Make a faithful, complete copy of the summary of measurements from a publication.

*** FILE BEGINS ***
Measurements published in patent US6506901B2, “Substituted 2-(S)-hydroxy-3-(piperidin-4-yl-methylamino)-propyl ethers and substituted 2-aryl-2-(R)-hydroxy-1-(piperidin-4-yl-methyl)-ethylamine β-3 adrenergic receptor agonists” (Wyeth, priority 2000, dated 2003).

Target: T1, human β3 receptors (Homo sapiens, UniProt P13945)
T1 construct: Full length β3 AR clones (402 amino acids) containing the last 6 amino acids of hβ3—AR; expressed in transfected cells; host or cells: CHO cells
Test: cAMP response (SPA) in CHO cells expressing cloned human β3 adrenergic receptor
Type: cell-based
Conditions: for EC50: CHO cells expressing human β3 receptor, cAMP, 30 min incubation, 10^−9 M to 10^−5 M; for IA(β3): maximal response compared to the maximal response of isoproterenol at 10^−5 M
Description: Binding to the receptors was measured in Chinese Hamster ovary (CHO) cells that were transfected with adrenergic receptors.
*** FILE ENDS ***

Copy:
Measurements published in patent US6506901B2, “Substituted 2-(S)-hydroxy-3-(piperidin-4-yl-methylamino)-propyl ethers and substituted 2-aryl-2-(R)-hydroxy-1-(piperidin-4-yl-methyl)-ethylamine β-3 adrenergic receptor agonists” (Wyeth, priority 2000, dated 2003).

Target: T1, human β3 receptors (Homo sapiens, UniProt P13945)
T1 construct: Full length β3 AR clones (402 amino acids) containing the last 6 amino acids of hβ3—AR; expressed in transfected cells; host or cells: CHO cells
Test: cAMP response (SPA) in CHO cells expressing cloned human β3 adrenergic receptor
Type: cell-based
Conditions: for EC50: CHO cells expressing human β3 receptor, cAMP, 30 min incubation, 10^−9 M to 10^−5 M; for IA(β3): maximal response compared to the maximal response of isoproterenol at 10^−5 M
Description: Binding to the receptors was measured in Chinese Hamster ovary (CHO) cells that were transfected with adrenergic receptors.